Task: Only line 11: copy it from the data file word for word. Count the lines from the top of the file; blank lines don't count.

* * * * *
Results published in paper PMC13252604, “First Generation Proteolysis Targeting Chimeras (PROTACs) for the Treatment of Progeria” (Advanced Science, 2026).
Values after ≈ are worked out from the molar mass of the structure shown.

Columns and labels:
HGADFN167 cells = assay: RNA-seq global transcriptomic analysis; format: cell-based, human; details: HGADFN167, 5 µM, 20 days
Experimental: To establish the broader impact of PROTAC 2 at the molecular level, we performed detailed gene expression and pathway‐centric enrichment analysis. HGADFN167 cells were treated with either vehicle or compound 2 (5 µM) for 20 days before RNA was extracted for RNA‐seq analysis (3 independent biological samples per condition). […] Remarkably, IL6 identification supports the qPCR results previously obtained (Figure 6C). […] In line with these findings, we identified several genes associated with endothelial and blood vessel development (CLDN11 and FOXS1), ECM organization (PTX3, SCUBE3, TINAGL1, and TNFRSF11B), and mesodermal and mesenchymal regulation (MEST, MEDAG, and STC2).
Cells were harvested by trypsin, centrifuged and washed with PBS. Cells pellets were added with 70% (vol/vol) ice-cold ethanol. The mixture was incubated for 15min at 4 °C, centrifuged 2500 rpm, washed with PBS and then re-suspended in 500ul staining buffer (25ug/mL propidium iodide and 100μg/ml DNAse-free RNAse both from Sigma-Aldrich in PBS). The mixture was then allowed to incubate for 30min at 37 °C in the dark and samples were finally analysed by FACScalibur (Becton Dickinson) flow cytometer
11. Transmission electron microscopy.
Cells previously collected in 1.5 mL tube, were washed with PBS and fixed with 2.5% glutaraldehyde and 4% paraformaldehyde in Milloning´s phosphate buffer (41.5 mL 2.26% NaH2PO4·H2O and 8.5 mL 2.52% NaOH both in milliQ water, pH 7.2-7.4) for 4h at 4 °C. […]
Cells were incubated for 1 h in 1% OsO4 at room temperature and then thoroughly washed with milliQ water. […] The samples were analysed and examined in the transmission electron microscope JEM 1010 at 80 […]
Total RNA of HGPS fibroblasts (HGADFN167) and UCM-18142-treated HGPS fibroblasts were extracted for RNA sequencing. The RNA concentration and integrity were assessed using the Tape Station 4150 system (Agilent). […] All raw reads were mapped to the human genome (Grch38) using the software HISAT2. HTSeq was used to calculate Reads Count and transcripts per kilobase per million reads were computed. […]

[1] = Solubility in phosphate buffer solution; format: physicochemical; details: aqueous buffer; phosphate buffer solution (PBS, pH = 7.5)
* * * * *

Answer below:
[1] = Solubility in phosphate buffer solution; format: physicochemical; details: aqueous buffer; phosphate buffer solution (PBS, pH = 7.5)